Travelogue Iberia 3: Santander

SANTANDER
12-14 September 201

We negotiated our exit from San Sebastian Donostia like seasoned professionals and were soon on the tollroad heading for Santander. I’d downloaded free Learn to Speak Spanish tutorials onto my phone, so we plugged it into the car stereo and the 2 and a bit hour journey passed quickly.

We’d initially wanted to go via Bilbao to see the Guggenheim Museum and Guernika to see the war memorials, but with the horror stories we’d heard about parking, we decided to give it a skip. While I’m sure we would have enjoyed the planned sights, the drive alone was a pleasant one seeing as Cantabria (the province that Santander is in) is o

ne of the greenest and lushest in Spain, with a beautiful coastline along the Bay of Biscay on the one side and a patchwork of green meadows on the other. So, with a rich view – and €12 in tolls later – we arrived in a lovely sunny Santander. 

We’d made loose arrangements with the landlady of our rented apartment to meet at 2pm, but committed to sms through confirmation when we left Guernika. Of course the networks chose to play up and the message didn’t reach her, but fortunately there was a pay phone shop across the road from the apartment and she only took a few minutes to get to us.

Patricia, our hostess, was very friendly and helpful, enthusiastically giving us the tour around our single room apartment like it was an estate!  The apartment is easily twice the size of the one we had in San Sebastian, with most of the extra real estate allocated to a proper kitchenette and granite peninsula counter separating the kitchen from the rest, with chair on the kitchen side and barstool on the living room side to balance the split level design.  The bed is still small, but as a bonus we have a row of storage shelves beneath the mattress and another pull out bed right at the bottom – that we decided to use as a sort of daybed couch. No complaints, the apartment is brightly painted and decorated and all the peculiarities somehow add to its charm.

We had apparently been lucky in our choice of arrival time as parking is free from 2-4 (usually € 1,70 per 2 hour block and the car has to be moved every 2 hours!) but Patricia offered to show us options for longer term and free parking. We headed out the door so that Patricia could drive us around the neighborhood and i almost literally heard angels singing as there it was… a proper free parking bay, right on our doorstep!! Christian hustled to get the car while i did a really literal dance of joy, much to Patricia’s amusement.

With renewed vigour, we dumped the bags and headed off armed with a tourist map that Patricia had provided. The plan being, since it was already 3pm, to start with a walk along the waterfront, circle back and do the sights in the Centro and conclude with a seafood dinner in the Mercado del Este at any one of the number of highly recommended restaurants and bars in the Lonely Planet guide. Day 2 would then take us across town (on a bus since it “is very far”) to the Palace complex and to explore the 3 beaches.

Of course, as usual, we did very little according to plan… but had a great time doing it.

I’d been quite worried about my choice of home base location since our requirement for parking and preference for economy left few options from which to choose, with Patricia’s flat meeting the base requirements at the expense of being neither in Centro (town) nor El Sardinero (beach) as are the 2 main choices for optimal stay on Santander.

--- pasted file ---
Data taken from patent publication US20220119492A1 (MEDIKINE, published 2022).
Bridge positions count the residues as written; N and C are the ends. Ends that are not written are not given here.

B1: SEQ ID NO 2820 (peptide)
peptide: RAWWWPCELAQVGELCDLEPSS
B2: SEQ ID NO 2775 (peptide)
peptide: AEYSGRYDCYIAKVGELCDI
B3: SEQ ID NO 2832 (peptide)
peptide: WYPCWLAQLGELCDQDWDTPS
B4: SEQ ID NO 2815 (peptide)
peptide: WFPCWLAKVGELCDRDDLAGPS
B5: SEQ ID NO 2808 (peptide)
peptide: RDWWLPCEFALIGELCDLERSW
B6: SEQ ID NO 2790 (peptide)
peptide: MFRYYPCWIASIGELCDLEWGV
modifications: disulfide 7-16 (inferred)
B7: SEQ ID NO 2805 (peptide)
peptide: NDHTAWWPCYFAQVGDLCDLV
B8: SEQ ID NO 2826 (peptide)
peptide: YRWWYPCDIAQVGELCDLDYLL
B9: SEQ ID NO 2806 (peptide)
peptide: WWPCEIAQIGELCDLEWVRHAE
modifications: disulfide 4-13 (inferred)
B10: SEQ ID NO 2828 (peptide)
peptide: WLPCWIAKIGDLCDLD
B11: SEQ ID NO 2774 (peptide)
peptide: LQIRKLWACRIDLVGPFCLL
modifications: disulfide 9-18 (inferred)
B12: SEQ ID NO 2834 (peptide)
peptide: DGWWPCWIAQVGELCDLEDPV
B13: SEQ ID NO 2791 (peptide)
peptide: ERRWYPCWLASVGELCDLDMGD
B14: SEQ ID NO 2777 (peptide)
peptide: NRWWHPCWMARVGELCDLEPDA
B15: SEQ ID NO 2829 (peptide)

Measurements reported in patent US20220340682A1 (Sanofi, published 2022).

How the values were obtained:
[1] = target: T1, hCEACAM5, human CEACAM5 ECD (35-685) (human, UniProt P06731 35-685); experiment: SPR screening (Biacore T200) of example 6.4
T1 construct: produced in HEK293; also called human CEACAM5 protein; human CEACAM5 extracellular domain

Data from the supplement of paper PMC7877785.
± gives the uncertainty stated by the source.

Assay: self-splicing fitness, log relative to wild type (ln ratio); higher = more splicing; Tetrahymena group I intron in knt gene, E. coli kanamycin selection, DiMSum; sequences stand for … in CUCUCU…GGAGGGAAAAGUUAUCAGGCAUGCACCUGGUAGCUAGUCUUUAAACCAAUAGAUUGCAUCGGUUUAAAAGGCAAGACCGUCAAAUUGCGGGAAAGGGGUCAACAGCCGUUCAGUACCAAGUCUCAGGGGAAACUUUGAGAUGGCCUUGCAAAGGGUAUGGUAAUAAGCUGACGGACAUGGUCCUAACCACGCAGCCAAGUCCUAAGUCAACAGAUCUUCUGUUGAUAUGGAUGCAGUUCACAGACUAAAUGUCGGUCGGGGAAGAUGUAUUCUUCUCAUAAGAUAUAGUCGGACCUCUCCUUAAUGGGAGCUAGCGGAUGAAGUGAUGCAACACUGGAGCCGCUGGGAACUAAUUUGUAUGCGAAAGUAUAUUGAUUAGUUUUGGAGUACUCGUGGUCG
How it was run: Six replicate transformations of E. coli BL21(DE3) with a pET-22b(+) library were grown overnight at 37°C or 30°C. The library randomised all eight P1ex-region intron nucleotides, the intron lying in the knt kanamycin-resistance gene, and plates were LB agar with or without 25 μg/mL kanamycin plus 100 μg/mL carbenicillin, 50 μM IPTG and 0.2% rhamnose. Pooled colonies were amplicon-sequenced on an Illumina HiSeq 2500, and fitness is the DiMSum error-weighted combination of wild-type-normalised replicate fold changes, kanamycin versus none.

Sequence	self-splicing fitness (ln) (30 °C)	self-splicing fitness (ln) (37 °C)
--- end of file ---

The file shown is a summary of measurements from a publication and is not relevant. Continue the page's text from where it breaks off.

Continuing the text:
But, once again, scales were on our side and what appeared to be quite far from the action turned out to be at the bottom of our road and 2 blocks right (and that must be the start of the good stuff because that’s where the Burger King is!). We have saved literally thousands of Rands booking a block or 2 out of the premium blocks in each city – and once you’re out it’s all new stuff to see anyway, so I’d do it again if had to be done over.

We cut through the Centro to the Antonio Lopez main drag that runs along the waterfront and 20 minutes later had far outwalked our plan for the day and were more than halfway to the Palace (day 2’s plan) so figured we might as well get all the sightseeing behind us and have a full beach day ahead of us the next day.

The walk is simple and pretty, with wide pavements running along the sea’s edge all the way from the Barrio Pesquera (fishing quarter and seafood restaurants), past the ferry station, alongside the Zona Comercial (shopping area with impressive Santander Banco headquarters building) and all the way to the Playa de le Magdalena, which is a quieter beach facing the bay. The water on this side is calmer mostly because it is protected from the Cantabrian Sea by the extension of land on which the Palace is built and the view across the water is of Somo, the seaside town on the opposite side of the bay that can be reached quickly and cheaply from the ferry port. It’s quite a bit cheaper to stay on the Somo side, parking is more plentiful and it’s easy to access from the road from Bilbao so this had been a strong contender for where we’d stay.

Having not dressed for the beach, we carried on with our walking tour and moved into the La Magdalena Royal Palace complex. There’s a museum in the Palace itself (that we didn’t go into), but the grounds are free to wander around and there are some exquisite viewing points. We did a stop past the Museo del Hombre y La Mar (Museum of Man and the Sea) and the little zoo to see the Sea Lions and Walruses, which led us out to La Playa del Camelloso named for the big rock in the shallow waters that looks like a camel sitting down.

Completely outdoing even our revised walking tour itinerary, we decided to stop at the Terraza Bns cafe perfectly placed between the two premium beaches, offering views of both. We ordered Cana beers, which are served in red wine glasses, ice cold, but only about half full. We’ve debated whether this is an issue of economy (since half a glasses is already €2,50!), being fancy (like serving double espresso with a tumbler of ice to pour it into) or the Spaniards’ very responsible attitude toward alcohol. Alcohol, like food, seems to be plentiful and often, but in micro quantities – and most often the two together. While struggling to adjust to the portion sizes with firmly entrenched Western “more is more” thinking, we’re completely embracing the frequency of the feedings!